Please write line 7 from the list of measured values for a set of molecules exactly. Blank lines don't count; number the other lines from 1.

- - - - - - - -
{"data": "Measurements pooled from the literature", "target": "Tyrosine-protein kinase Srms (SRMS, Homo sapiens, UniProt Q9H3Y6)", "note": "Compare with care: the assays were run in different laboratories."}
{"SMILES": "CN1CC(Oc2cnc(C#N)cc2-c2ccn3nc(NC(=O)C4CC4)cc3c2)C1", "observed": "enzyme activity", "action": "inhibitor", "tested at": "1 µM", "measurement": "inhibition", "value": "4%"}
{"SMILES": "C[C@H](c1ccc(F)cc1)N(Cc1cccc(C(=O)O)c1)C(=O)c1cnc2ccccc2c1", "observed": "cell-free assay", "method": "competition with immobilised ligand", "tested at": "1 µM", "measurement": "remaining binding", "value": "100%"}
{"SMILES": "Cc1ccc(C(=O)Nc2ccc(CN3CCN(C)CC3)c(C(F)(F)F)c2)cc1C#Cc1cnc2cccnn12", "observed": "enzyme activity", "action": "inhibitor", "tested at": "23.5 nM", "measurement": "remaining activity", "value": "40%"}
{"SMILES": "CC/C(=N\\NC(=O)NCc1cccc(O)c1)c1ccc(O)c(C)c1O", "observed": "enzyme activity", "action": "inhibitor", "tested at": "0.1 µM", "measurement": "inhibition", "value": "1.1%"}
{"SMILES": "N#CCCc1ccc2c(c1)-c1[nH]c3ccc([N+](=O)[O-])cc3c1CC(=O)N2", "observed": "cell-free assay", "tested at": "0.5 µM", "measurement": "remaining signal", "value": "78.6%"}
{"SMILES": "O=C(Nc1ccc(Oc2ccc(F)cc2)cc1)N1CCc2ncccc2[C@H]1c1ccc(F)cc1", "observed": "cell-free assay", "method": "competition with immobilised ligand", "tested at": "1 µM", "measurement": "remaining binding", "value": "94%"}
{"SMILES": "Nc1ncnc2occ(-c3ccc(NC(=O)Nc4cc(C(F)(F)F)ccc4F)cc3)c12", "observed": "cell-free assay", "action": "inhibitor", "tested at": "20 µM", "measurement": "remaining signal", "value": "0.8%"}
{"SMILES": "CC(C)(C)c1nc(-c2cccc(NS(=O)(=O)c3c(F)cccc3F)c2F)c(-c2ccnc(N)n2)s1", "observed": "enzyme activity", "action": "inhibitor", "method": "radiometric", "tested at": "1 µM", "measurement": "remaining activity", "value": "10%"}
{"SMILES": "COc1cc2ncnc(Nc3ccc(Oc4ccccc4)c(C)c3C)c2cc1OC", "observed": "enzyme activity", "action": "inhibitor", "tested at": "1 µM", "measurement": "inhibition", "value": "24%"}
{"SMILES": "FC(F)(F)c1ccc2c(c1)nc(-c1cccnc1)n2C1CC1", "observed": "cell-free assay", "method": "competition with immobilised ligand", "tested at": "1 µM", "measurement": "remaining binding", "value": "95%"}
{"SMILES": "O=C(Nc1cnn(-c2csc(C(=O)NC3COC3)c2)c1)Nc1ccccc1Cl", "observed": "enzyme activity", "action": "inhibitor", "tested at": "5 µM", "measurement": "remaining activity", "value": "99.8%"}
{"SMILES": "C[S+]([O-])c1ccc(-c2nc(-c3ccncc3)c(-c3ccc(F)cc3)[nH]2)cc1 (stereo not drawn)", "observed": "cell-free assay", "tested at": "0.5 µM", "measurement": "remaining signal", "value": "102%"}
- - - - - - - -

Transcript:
{"SMILES": "O=C(Nc1ccc(Oc2ccc(F)cc2)cc1)N1CCc2ncccc2[C@H]1c1ccc(F)cc1", "observed": "cell-free assay", "method": "competition with immobilised ligand", "tested at": "1 µM", "measurement": "remaining binding", "value": "94%"}